Thomas Fire: the Aftermath.

Why is it that on the shortest days of the year I have the longest lists?

Dawn arrives in the thinnest, milky colors these December days and then, it seems, dark falls again before I can get anything done.

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I am utterly discombobulated after the Thomas Fire – now officially the largest wildfire in modern California history – consumed two weeks of our lives. Of course, that is nothing compared with what it took from others. Hundreds of homes destroyed in Ventura County; only three, I think, in our community, but it’s always harder when you know the people who’ve lost their homes. Last night we dined a few tables over from a family whose home was destroyed; a friend of our son was also among those whose hilltop aerie went up in flames. Unthinkable.

There is a consensus that if the fire had begun here, and there would not have been time to assemble a veritable army of 8,000+ brave firefighters, the community of Montecito and perhaps much of the town of Santa Barbara would have been devoured by the fire.  We were told that each threatened home in the foothills of Montecito had a fire truck in the driveway and was individually and fiercely defended. The homes that were lost were simply subjected to a wind-driven inferno beyond what even the best firefighters in the world – which is who we had here – could defeat.

And even more mind-boggling, it seems, is that the smoke has cleared now that the beast is 65% contained and, unless you drive along the roads below the charred hillsides, it’s as if it never happened. For the sake of posterity, I did get this photo of the scorched hills along the northbound 101 freeway between Ventura and Carpinteria:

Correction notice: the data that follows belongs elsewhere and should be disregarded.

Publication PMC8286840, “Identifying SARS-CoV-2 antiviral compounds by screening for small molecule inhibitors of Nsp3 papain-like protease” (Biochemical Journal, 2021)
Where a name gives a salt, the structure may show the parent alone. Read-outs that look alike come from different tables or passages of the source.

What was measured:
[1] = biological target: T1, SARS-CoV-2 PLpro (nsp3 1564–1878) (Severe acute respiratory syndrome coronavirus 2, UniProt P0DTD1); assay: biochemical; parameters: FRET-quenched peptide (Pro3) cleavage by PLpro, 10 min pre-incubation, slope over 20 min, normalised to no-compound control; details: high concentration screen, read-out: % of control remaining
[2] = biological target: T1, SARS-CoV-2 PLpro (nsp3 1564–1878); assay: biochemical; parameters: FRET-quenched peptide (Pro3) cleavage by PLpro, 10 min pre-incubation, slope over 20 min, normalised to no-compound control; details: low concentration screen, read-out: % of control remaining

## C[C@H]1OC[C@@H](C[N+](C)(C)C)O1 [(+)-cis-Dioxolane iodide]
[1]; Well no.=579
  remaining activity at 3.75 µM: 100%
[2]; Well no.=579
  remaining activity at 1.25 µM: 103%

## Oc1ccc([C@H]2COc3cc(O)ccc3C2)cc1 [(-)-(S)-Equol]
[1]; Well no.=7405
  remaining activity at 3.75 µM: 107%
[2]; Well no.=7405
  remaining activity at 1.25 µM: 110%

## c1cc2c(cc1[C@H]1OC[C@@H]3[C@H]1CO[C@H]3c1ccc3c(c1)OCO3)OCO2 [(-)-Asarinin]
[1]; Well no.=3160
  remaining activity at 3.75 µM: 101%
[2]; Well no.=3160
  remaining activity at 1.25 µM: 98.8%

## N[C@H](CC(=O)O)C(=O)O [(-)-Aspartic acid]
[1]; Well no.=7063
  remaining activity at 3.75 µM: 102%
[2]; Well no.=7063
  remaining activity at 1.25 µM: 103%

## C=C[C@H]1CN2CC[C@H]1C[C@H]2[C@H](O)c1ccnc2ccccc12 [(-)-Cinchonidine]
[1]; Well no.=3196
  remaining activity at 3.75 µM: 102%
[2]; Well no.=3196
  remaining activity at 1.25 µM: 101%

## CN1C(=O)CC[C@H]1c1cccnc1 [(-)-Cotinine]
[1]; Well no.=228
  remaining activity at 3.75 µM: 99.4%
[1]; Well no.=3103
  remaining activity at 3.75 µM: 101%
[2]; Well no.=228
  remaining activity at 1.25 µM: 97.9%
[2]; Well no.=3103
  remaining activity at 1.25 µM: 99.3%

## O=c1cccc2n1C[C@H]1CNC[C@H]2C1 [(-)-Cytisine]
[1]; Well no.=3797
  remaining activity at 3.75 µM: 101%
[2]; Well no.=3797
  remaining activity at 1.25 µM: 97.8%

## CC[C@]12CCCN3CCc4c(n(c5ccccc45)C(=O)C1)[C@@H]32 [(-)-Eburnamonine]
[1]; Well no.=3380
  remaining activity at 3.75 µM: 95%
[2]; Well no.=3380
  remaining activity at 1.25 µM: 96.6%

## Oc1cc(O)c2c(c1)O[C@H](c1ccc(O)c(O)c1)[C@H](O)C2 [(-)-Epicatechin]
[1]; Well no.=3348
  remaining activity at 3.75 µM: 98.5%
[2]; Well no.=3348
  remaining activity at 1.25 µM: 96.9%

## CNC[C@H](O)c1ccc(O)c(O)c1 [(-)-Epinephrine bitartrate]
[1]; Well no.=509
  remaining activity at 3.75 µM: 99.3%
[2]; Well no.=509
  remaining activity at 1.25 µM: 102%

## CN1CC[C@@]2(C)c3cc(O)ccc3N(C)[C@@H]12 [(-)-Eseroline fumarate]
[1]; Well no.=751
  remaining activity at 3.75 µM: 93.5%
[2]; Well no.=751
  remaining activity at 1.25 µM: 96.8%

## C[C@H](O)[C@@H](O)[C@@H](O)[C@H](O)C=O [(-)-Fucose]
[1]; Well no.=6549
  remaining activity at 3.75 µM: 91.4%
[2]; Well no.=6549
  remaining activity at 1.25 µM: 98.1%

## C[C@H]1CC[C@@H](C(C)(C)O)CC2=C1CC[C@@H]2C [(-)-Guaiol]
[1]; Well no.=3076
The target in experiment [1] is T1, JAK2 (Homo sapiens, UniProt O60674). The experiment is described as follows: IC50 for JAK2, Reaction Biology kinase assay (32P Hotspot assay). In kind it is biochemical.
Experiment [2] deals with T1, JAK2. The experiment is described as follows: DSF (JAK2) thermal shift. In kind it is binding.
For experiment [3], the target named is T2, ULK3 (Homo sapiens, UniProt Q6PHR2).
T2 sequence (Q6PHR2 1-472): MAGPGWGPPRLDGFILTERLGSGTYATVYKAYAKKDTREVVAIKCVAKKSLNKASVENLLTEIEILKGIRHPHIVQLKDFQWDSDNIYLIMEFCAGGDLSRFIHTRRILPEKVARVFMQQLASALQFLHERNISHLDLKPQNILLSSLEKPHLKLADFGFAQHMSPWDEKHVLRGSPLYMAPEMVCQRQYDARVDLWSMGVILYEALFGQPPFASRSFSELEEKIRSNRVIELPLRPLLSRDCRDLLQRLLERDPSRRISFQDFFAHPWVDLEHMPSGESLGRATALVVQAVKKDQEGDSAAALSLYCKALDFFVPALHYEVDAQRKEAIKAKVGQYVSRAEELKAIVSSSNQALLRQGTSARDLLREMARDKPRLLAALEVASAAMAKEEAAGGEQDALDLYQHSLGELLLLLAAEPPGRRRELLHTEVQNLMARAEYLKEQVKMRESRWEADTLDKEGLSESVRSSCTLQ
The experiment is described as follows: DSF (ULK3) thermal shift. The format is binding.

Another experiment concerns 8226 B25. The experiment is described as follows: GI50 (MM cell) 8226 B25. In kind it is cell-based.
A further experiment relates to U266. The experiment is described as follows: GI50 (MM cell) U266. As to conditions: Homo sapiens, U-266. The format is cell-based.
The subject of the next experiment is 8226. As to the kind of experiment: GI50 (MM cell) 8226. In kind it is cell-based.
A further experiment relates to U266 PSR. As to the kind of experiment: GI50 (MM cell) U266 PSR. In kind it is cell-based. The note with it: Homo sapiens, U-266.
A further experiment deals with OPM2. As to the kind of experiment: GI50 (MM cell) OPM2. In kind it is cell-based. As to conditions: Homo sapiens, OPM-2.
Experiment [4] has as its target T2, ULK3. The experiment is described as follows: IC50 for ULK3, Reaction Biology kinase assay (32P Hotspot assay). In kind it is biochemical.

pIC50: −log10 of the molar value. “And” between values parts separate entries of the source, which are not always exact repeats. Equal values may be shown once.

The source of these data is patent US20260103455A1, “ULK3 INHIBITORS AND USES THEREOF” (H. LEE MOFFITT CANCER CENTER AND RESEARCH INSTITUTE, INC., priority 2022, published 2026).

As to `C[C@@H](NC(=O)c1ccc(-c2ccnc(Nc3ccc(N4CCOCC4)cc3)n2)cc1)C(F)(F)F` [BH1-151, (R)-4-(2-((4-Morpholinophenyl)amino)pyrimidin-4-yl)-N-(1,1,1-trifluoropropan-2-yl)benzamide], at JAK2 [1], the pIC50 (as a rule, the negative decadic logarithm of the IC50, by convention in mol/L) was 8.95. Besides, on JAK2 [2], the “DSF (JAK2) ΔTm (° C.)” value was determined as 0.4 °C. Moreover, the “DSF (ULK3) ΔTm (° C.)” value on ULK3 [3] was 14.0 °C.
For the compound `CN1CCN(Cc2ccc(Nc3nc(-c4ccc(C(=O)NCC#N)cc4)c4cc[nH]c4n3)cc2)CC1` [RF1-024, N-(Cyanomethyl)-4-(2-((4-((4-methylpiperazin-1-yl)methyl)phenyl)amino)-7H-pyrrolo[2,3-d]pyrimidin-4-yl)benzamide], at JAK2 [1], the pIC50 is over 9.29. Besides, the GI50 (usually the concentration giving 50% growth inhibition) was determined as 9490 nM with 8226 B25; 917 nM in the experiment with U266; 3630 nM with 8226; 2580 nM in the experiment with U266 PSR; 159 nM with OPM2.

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But it did happen, and here it is December 23 and we are not even close to being ready to celebrate Christmas. The check-offs on the lists I made put me at about the December 7 mark. No way to time travel that gap. Many fewer packages under the tree this year. But we have a tree. And we have a home. And dark as the dawn may seem, a star will rise and wise men will follow it.

The darker the sky, the easier it is to see the stars. My prayer for those devastated by the fire is for this miracle: that somehow, amidst their grief, the good news of Christmas will shine more brightly for them and glimmer with hope for the future.

 “An angel of the Lord appeared to them, and the glory of the Lord shone around them, and they were terrified.  But the angel said to them, “Do not be afraid. I bring you good news that will cause great joy for all the people.” – Luke 2:9

About polloplayer

Empty nester searching for meaning of life through the occasional chicken epiphany.
This entry was posted in Pain and Misery and tagged , , , , , , . Bookmark the permalink.

One Response to Thomas Fire: the Aftermath.

  1. citymama says:

    despite the fires we will all be able to spend time with one another- and for that I am grateful. see you soon! XO

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